Characterization of hydrochar and process water from the hydrothermal carbonization of Refuse Derived Fuel

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21 Citations (Scopus)


In this study, hydrothermal carbonization (HTC) was used as a thermochemical conversion process to upgrade Refuse Derived Fuel (RDF). The effect of process temperature (250 °C, 275 °C and 300 °C), residence time (30 min and 120 min), and RDF-to-water ratio (1:15 and 1:5) on the main characteristics of the produced hydrochars and process waters was assessed. The HTC process yielded hydrochars with enhanced fuel properties when compared to the original feedstock, namely higher carbon content and heating value. The hydrochars also presented reduced oxygen and ash contents. The hydrochar produced at 300 °C for 120 min presented the lowest ash content (3.3 wt%, db) whereas the highest heating value was found for the hydrochar obtained at 275 °C for 120 min (28.1 MJ/kg, db). The HTC process was also responsible for a significant reduction in chlorine concentration, showing dechlorination efficiencies between 69.2 and 77.9%. However, the HTC process generated acidic process waters with high COD values (maximum 27.2 gO2/L), which need to be further managed or valorized. Energy calculations were also performed, revealing that lower water amounts, lower temperatures, and longer residence times, represent optimal conditions for higher hydrochar yields and consequently good process efficiencies.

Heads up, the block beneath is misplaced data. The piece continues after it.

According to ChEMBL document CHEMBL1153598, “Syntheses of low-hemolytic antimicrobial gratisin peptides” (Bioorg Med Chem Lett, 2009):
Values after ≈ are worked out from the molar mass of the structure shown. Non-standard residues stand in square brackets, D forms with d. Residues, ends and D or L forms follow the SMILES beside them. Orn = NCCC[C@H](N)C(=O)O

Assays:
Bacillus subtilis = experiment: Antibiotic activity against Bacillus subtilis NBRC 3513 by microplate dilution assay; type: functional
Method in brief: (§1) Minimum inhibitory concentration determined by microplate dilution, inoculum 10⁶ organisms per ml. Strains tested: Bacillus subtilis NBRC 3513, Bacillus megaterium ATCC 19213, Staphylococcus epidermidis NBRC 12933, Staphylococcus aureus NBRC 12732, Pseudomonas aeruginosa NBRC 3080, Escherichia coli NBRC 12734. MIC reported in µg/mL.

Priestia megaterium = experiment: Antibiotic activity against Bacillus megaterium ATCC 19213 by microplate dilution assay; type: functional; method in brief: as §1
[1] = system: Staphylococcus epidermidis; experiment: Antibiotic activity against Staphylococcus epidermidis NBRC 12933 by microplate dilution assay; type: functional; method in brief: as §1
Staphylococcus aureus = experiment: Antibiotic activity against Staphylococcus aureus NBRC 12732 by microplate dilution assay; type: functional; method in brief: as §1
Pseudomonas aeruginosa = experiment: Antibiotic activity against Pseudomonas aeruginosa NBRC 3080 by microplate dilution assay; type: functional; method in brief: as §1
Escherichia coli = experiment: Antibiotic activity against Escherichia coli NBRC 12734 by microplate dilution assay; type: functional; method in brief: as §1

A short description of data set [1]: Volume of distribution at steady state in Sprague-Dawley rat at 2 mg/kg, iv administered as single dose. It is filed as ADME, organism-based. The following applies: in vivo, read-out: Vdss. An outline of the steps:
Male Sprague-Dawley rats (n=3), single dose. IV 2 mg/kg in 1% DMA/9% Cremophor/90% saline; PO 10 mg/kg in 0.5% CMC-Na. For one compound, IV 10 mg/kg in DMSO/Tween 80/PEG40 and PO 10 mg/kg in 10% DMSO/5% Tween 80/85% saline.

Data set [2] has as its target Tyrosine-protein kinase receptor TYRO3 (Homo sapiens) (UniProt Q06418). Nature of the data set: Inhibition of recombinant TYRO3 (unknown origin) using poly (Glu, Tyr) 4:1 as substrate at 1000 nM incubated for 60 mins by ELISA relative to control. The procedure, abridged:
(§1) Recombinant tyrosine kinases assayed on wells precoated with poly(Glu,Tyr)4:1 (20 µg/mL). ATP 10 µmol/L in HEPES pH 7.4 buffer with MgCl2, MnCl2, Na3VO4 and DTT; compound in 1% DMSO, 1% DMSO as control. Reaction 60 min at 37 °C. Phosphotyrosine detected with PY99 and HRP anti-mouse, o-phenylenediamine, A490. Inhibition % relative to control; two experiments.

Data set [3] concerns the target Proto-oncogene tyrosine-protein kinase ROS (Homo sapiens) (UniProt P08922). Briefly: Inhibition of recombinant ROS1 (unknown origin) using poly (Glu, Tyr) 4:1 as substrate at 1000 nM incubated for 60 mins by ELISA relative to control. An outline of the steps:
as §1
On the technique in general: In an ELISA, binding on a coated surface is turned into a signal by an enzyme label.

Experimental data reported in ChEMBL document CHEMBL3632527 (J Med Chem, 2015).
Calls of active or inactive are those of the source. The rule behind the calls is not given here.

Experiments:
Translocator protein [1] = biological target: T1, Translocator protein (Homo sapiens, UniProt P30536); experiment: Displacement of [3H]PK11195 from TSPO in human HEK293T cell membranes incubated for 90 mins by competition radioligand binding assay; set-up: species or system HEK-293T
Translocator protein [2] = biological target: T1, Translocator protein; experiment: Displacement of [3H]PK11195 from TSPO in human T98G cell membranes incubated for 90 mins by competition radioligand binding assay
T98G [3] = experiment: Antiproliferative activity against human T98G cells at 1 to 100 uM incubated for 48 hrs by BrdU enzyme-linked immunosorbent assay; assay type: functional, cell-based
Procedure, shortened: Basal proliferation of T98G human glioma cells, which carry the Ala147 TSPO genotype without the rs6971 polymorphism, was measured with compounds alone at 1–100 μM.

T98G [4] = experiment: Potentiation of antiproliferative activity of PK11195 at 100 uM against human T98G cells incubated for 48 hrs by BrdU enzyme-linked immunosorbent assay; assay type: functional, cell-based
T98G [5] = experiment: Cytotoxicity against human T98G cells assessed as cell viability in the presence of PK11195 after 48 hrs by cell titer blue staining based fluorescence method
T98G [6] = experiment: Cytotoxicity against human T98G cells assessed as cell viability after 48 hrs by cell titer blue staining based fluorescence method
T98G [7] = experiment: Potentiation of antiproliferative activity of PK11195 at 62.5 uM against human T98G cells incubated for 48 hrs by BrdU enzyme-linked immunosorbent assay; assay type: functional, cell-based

Original languageEnglish
Pages (from-to)303-313
Number of pages11
JournalWaste Management
Publication statusPublished - 1 Feb 2021


  • Alternative solid fuel
  • Hydrochar
  • Hydrothermal carbonization
  • Process water
  • Refuse Derived Fuel


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